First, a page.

HC Deb 23 October 1941 vol 374 cc1937-9W
Sir W. Jenkins

asked the President of the Board of Education whether he is aware that the private and confidential document issued by his Department on the post-war views of eminent educationists has now been publicly commented upon; and will he now circulate it to all education authorities in the country?

Mr. Butler

Yes, Sir. I have seen some comments. The memorandum in question, the nature and origin of which I explained in the answer given to the hon. Member for Attercliffe (Mr. Wilson) on 31st July last, has already been sent, on the instructions of my predecessor, to the executives of the several associations of local education authorities. It was prepared by officers of the Board to serve as a basis of preliminary talks between them and the accredited representatives of local authorities, teachers' associations and other bodies with which the Board are associated in the education service. It has always been a feature of our education system that such interchanges should take place between authorities conducting the local administration of education, the teachers who impart the education, and the Board's officers. Such consultations cannot properly or profitably be conducted in open forum. I am, however, prepared to publish a short statement indicating the major subjects and questions covered by this memorandum and I am circulating such a statement in the OFFICIAL REPORT. It will, of course, be understood that other subjects not mentioned in the statement and not covered by the memorandum may also come under review.

Following is the statement:

Summary of main subjects and questions covered by the Memorandum.

  1. 1. The raising of the school-leaving age. Should there be exemptions after 14 as contemplated by the Education Act, 1936?
  2. 2. The need for re-defining elementary education. Should the appropriate division of full-time education be primary up to the age of 11 and secondary thereafter?
  3. 3. Such a re-definition would give rise to the following questions:-
    1. (a) Would the retention of separate Local Education Authorities for elementary (i.e. primary) education be justified?
    2. (b) Would it be necessary to make the provision of secondary education a duty and not a power as at present?
    3. (c) Should all schools at the secondary stage be administered under one Code of Regulations and be free?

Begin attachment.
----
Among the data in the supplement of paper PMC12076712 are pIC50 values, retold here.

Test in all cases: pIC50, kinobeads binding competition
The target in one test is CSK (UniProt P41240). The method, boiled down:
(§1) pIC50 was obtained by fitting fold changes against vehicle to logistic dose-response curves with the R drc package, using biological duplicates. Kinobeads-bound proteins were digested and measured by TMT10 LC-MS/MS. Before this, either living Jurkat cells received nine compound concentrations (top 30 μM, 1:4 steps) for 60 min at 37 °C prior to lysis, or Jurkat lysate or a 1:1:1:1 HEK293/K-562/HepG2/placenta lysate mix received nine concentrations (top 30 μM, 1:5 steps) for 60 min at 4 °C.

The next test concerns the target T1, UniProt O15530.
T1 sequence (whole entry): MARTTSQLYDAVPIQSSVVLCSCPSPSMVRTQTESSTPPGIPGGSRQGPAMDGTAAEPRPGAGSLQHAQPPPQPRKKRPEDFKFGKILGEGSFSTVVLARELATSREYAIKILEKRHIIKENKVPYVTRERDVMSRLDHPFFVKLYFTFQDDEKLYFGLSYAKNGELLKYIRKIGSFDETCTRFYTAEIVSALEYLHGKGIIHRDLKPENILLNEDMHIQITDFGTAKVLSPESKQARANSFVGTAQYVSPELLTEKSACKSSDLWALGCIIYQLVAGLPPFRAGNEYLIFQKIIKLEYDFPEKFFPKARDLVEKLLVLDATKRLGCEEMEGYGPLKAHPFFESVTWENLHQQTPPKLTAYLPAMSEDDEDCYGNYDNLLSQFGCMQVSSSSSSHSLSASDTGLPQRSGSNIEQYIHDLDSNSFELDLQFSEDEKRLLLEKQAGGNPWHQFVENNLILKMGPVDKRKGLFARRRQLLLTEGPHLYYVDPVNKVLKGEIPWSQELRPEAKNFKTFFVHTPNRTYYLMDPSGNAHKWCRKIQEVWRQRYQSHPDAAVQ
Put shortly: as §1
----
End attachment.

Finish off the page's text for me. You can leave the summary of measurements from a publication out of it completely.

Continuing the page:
4. 4. The need to review the method of the distribution of children at 11 to the different types of secondary school. Should there be a further review and re-distribution at the age of 13?
  5. 5. The contribution that might be made (a) to maintaining the mental alertness and physical welfare of young people; (b) to the improvement of their vocational training related to their employment, and (c) the development of their social and recreational interests, by a system of part-time day continuation schools up to the age of 18 following full-time schooling.
  6. 6. The relation of the Youth Service to any such development in order to build up a complete system covering the social, physical and educational welfare of adolescents.
  7. 7. The need for an improved and extended system of technical, commercial and art training and for establishing closer relations between education and industry and commerce.
  8. 8. The establishment, in order to secure equality of opportunity, of a unified system of aid to enable students to proceed to the universities.
  9. 1939
  10. 9. With a view to making the school medical services fully effective:—
    1. (a) Should, local education authorities be under an obligation to provide for the treatment of certain specific defects in the case of children in both primary and secondary schools?
    2. (b) Should the responsibility of local education authorities, hitherto confined to children attending school, be extended to include all children; say, from the age of 2, through the provision of nursery schools and nursery classes.
    3. (c) Is further provision desirable for handicapped and maladjusted children?
    4. (d) Should an obligation be laid on local education authorities to make or otherwise secure the provision of meals and milk for all children for whom such provision is necessary in order that they may derive full benefit from their education?
  11. 10.The need to review the methods of recruiting to and training for the teaching profession, especially in the light of any decisions that may be taken as to the general framework of post-war education.
  12. 11. The question how the Dual system can be adapted to a reformed system so as to secure equality of opportunity and sound and economical organisation.
  13. 12. The possibility of establishing (a) a more uniform system of remuneration of teachers, and (b) a more equitable distribution between national and local finances of the cost of education.